No one is hurt by urban foraging or jam-canning, of course, and the pursuit of deeper connection through house chores is admirable in its own easily-mocked way. (I myself derive great satisfaction from sewing on buttons, baking bread, and so forth. And I only wish I knew how to mend my busted-through dance pants.) But because it fosters false nostalgia for an imagined self-sufficient rural life, it may mask some of the real problems facing the dwindling number of people who actually live that life. Emily Cook, manager at Virginia’s Farm at Sunnyside, told me she was sick of “farmer groupies” who weren’t actually interested in the real problems farmers are facing. “The discussion needs to move beyond how great heirloom tomatoes are to how are we going to have farmers 20 years from now,” she said. “Our system really needs to change to make farming a viable career to people.”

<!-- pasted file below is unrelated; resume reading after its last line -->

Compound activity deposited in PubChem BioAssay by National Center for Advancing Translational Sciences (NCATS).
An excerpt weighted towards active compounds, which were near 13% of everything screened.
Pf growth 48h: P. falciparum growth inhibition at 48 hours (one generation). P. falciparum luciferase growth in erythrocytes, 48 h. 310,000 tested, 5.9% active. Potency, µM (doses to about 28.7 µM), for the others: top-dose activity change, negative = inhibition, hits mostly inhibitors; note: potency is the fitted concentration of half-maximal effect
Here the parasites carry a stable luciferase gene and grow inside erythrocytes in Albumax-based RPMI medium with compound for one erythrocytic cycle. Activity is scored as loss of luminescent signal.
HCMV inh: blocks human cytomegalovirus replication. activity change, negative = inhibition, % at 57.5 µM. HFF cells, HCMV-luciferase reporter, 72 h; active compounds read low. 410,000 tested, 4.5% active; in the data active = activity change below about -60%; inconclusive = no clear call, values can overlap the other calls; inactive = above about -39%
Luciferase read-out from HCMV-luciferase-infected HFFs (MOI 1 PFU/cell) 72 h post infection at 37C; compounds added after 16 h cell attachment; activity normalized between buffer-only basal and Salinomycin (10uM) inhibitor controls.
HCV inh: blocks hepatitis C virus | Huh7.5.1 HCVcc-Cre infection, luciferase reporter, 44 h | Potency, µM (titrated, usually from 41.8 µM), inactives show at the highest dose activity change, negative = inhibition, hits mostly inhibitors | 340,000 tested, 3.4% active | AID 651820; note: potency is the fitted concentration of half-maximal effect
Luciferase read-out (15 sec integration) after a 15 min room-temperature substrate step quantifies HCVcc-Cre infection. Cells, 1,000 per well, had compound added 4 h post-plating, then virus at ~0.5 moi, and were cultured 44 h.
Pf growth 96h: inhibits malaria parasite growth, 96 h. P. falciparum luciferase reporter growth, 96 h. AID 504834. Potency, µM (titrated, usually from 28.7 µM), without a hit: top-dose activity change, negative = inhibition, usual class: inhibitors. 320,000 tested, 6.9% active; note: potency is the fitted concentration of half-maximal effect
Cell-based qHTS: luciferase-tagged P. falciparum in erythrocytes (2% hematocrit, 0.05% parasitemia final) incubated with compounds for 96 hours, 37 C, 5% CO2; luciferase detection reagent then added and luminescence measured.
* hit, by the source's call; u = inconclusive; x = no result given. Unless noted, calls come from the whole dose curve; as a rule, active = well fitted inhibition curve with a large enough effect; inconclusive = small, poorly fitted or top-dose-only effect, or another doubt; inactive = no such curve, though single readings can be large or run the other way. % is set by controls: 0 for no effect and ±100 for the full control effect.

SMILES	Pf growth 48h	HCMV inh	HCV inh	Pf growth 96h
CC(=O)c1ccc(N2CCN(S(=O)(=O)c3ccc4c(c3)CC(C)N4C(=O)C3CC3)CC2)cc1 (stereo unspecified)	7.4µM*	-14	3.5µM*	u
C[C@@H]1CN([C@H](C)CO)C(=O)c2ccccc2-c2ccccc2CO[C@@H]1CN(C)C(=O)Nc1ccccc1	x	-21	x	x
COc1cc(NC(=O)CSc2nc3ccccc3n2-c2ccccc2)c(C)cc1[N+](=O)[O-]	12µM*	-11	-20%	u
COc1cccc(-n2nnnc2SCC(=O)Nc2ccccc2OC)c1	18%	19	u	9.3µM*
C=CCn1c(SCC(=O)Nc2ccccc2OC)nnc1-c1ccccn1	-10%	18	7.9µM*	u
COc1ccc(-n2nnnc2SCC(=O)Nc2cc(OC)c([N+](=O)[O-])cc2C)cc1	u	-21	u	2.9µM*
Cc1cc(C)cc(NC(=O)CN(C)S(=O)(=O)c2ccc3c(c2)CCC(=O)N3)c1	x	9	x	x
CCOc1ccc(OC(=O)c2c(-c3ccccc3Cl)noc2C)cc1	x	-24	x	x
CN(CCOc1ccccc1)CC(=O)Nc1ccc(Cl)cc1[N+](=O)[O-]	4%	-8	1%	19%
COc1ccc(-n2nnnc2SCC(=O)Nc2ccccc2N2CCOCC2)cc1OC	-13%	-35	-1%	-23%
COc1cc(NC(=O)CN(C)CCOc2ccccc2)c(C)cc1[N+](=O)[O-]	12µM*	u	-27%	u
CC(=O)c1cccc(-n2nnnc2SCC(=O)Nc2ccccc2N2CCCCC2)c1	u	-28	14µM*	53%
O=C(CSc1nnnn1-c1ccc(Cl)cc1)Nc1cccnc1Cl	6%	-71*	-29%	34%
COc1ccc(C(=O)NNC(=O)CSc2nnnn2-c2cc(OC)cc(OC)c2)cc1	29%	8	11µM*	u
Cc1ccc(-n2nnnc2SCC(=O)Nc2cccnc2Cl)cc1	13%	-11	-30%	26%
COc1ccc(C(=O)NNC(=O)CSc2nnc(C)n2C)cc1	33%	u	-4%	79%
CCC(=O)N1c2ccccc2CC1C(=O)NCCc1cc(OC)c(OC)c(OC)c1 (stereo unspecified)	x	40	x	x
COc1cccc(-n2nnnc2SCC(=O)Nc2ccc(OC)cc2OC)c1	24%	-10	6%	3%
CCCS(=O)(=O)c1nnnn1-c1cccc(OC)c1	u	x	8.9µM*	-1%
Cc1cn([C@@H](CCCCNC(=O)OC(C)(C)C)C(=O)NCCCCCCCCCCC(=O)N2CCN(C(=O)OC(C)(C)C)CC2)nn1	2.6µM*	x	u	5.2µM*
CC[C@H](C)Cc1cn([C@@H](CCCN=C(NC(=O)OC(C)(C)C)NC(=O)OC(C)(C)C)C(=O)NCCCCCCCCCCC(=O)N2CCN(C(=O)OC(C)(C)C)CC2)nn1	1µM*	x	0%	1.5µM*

I spoke with other farmers who echoed her sentiments. Although the modern-day back-to-the-land movement has brought important new interest and excitement into farming— not to mention an economic boost through farmer’s markets and CSAs—its portrait of rural life skips over some urgent issues for smallholder farmers, like the difficulty of saving up to buy land on a farmer’s salary and the feeling that U.S. farm policy is stacked toward larger, specialized conglomerates.
In Foxfire 4, old-time builder Charlie Ross Hartley brings up the economic difficulties of farming, how it’s not any more a feasible profession for someone starting out: “That’s why our young people are all leaving. Our family—the boys and all had to scatter out to get a job.” At least his children or grandchildren, with their city salaries, can someday pay for a class on keeping their own chickens—once they get far enough away to become nostalgic about what was left behind.